Beto has continued revising the Psalms that he’s translated. He and Candi have also been learning a lot—and putting into practice—how to evangelize people. Beto found a method for opening the conversation that he really likes, involving showing two curved pieces which are the same size but don’t look it. On the back, he has printed in Zapotec how to use the pieces to share Jesus with others. He made a lot of them, cutting them all out by hand, and then shared some with the youth group since Nicasio has been teaching them about evangelism. Beto said that he gave some to his brother-in-law to use, too.
We would appreciate your prayers for Rusty’s upcoming CT scan and bloodwork on June 4. He’ll see the doctor on June 11. We are praying that the suspicious lymph node will not have changed or maybe shrunk some and that his bloodwork will show no sign of the cancer. Thank you for holding him up to the Great Physician.
Royan just had his six month check up and is healthy and happy! Tuesday (5/25/21) he was shopping with his momma, and fortunately they were still in the store, when a car hit Mike and Tara’s car in the parking lot. They are still waiting to hear from the insurance company about their car. Thank God with us that Tara and Royan were safely inside the store when this happened and pray that the details about the car will be sorted out quickly.
Mike has decided to change jobs for a position that will allow him to work from home. He starts June 1st and is excited about this new opportunity!
Thank you for making all these things possible with your prayers. Thank you for praying for us, our family and those who work with us as well as the translation itself. You are a blessing to us!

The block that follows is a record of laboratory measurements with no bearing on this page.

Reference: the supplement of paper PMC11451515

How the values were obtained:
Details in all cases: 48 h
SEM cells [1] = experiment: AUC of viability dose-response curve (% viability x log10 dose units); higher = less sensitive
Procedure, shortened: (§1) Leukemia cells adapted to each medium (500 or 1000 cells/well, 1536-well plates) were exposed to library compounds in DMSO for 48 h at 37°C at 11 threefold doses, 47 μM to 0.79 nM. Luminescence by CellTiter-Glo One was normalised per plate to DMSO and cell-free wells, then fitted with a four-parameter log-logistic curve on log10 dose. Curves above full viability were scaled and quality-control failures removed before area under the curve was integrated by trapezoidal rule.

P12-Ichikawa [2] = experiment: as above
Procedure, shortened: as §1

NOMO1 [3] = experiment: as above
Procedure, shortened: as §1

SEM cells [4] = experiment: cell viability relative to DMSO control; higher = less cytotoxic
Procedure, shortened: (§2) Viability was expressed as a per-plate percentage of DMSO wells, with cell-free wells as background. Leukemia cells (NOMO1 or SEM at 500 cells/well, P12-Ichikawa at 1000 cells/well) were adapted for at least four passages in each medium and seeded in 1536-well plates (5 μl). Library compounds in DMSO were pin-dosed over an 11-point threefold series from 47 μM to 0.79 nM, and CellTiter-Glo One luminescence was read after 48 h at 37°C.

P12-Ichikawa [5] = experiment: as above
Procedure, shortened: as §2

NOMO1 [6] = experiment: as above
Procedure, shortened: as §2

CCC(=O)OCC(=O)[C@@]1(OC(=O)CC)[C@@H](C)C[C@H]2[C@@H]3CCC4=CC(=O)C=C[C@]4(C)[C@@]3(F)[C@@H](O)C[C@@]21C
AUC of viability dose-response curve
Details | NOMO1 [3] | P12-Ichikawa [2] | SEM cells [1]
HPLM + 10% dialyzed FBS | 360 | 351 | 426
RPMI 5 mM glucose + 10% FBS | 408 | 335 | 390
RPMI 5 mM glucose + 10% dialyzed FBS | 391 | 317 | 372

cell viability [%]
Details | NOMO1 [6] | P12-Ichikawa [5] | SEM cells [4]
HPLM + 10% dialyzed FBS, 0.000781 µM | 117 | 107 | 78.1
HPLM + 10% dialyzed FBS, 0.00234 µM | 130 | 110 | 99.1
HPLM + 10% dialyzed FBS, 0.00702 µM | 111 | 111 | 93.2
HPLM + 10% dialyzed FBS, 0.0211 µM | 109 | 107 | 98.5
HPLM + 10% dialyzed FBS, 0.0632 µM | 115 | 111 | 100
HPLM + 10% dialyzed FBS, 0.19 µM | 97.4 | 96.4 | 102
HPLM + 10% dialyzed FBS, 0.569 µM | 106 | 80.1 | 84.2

love, Valerie and Nicasio
Update from Nicole & Vincent - 5/16/21
Can you believe it's already been a year since Vincent's mother, Simone, went to her eternal home, on April 29th 2020? A few weeks ago we were able to take a small group of our Parfums de Vie teens to spend the week with Vincent's Dad, Jacques. He needed some help on his property to chop down some trees that had become too tall and potentially dangerous should they fall. He also needed some company as he faced the first anniversary of Simone's passing. It was a very special time of discipleship and blessing, both with Vincent's dad and with our teens. For the first time, Vincent's Dad participated in our Bible study every evening after dinner. He didn't just listen, he engaged, sharing his point of view with the kids. Simone was always very vocal about her faith and Jacques always claimed not to be interested, not to believe, I think partly to try and keep her off his case! So, it was very lovely and encouraging to hear his heart and to see his openness to the scriptures and his willingness to participate in this important time with the kids. Please continue to pray for Jacques, he is still really missing Simone and struggling to adjust...
For the teens, it was also a very special time. Vincent's Dad lives in the heart of the Provençale countryside, surrounded by vineyards, lavender fields and olive groves and far removed from the cramped urban environment of our kids' homes, so as well as the hard work of chopping down trees and splitting timber (and homework of course) we also had time for riding bikes, cooking, baking, building fires and spending many long hours outdoors. So although our April Camp was officially cancelled (for the second year in a row!) because of Covid restrictions, we got to do an "unofficial" camp with Jacques!